4) Investors are not interested in the actual product, only the business plan. When presenting your idea, focus on the business plan. Investors only want to know they'll make money!

5) A main goal of many start-up companies is to be bought by a larger company. The business world will applaud you if you manage that!

1/2 fact: The view from the tenth-floor cafe of the Time Warner building is fantastic!

Wednesday, October 24, 2012

Food Day, October 24, 2012

Today is Food Day, a nationwide movement to promote healthy, affordable, sustainable and fair food. Frisch’s Environmental Club and RealSchool's Health and Environment team decided to bring Food Day to Frisch. We all know that as Jews, food plays a major role in our lives. We just finished celebrating the Chagim [holidays] where all we seemed to do is eat. If you ask a non-Jew about what makes Jews different, dietary restrictions are usually high on the list. Not only do we have many laws about kashruth, we also have to say a berakha [blessing] before everything that goes into our mouths. We understand that kashruth keeps us separate and holy, and berakhot create in us an “attitude of gratitude.”

But why should Food Day -- a movement about healthy, affordable and sustainable food -- be important to our religious lives? Rambam in Hilchot Deot suggests one answer: “Since maintaining a healthy and sound body is among the ways of G-d, for one cannot understand or have any knowledge of the Creator if he is ill, therefore, one must avoid that which harms the body and accustom oneself to that which is healthy and helps the body become stronger.”

Our bodies are a gift from G-d and they are meant for the purpose of serving G-d. Therefore, it is our obligation to take good care of our bodies and to make sure that what we put into our bodies is good for us.

Not only do we have an obligation to keep our bodies healthy. Judaism also obligates us to make sure that we behave in a way that’s beneficial for the world. Two weeks ago we read Parashat Bereishit, where we recognize God as Creator and all of his creation as GOOD. We have an obligation therefore to keep God’s world in a good state, as God intended, and not to be wasteful of His works.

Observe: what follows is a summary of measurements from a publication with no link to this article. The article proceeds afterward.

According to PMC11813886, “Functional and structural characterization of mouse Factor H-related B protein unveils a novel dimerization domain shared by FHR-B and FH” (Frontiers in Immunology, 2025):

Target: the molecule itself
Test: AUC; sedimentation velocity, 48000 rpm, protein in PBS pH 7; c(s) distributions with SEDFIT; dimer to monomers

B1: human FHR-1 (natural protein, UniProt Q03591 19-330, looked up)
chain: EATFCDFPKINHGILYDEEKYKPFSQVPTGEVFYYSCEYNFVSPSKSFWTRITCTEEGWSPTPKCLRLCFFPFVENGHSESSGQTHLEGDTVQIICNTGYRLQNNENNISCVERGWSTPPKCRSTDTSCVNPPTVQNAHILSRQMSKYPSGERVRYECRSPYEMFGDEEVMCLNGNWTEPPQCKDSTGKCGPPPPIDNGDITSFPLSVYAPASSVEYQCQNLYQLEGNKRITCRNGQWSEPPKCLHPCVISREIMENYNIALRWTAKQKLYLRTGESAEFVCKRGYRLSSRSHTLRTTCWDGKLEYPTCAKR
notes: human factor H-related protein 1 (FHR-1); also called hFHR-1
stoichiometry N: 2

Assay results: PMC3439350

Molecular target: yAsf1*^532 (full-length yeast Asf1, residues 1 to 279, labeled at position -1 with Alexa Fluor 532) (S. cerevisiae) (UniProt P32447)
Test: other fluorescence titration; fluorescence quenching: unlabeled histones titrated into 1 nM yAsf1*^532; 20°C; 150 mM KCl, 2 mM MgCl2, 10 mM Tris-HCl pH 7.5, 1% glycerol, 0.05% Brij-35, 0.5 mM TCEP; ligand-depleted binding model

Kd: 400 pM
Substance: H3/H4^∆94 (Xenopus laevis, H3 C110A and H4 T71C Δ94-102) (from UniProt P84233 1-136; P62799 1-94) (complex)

The Halakha [Jewish law], in fact, prohibits wasting. We are told not to waste resources; when we do, we violate the commandment of Bal Tashit [do not waste].
We are obligated to think about the ethics of how we obtain our food; if we are wasteful in how we make and consume our food, then we are being wasteful of the earth, of God’s creation. 

Join the Environmental Club and RealSchool today in celebrating Food Day. We’ll be planting herbs during periods 6-7 and watching Food, Inc. after school tonight. The movie is about the ethics of food production. We hope today inspires you to be more aware of the kind of food you eat and to make healthier decisions for yourselves and our planet.

Sunday, October 21, 2012

Balance in a Judaic Studies Classroom

At the last RealSchool meeting, on Tuesday, October 16, two members of the Religious Identity team were discussing some of the challenges students face in a Judaic Studies classroom. The two students were aware that teachers had to cover a syllabus and make sure students came away from a school year with a basic knowledge of certain books of the Torah, let's say, or key topics in a Talmudic tractate. However, the students expressed frustration that sometimes the teacher would acknowledge that a good and important theological question might go unanswered because the class needed to finish course material. This led the two RealSchool members to ask what is most important in a Judaic Studies classroom: 1) answering key theological questions that a) only some students may have or b) all students in the class have or 2) covering course material so a school knows that by the time its students graduate, the students have knowledge of the central texts of our heritage.

The students felt that the discussion about whether to cover course material or troubling theological issues was one that was unique to a Judaic Studies classroom. The General Studies classroom may need to cover certain course material in order to fulfill state requirements and/or to prepare students for an AP or SAT II exam. However, a Judaic Studies class feels no such pressure. Further, the students felt that the goal of a Judaic Studies classroom is not only to create literacy for students in the texts of our heritage, but also to produce Jews who have clear theologies and ones that are meaningful to them. Therefore, the students wondered if knowledge of texts should take a back seat at times to ideas that trouble students theologically.